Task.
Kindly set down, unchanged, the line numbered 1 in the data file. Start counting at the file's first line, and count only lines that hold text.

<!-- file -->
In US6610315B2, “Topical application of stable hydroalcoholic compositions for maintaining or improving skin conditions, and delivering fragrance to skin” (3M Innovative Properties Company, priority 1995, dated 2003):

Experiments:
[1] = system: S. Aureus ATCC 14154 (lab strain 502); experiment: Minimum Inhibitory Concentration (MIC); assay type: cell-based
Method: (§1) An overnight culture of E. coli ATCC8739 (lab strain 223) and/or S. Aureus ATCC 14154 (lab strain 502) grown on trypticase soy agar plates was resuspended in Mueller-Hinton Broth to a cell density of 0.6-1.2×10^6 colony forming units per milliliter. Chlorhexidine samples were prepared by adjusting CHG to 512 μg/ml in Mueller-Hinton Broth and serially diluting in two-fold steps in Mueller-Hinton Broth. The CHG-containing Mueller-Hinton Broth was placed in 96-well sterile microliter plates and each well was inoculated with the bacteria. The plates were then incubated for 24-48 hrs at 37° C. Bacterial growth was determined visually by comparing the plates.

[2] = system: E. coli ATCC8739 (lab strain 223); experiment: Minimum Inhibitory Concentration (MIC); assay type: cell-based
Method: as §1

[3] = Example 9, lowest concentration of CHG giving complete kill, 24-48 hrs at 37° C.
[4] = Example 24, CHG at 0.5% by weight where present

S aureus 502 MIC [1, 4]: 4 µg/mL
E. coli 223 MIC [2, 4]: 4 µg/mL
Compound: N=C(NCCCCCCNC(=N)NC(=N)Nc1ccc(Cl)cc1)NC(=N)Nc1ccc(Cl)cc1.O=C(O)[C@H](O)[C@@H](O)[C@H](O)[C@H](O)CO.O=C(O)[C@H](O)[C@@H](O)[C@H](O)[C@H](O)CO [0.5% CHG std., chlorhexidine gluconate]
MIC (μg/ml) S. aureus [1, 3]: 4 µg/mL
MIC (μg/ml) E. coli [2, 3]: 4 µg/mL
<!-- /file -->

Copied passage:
In US6610315B2, “Topical application of stable hydroalcoholic compositions for maintaining or improving skin conditions, and delivering fragrance to skin” (3M Innovative Properties Company, priority 1995, dated 2003):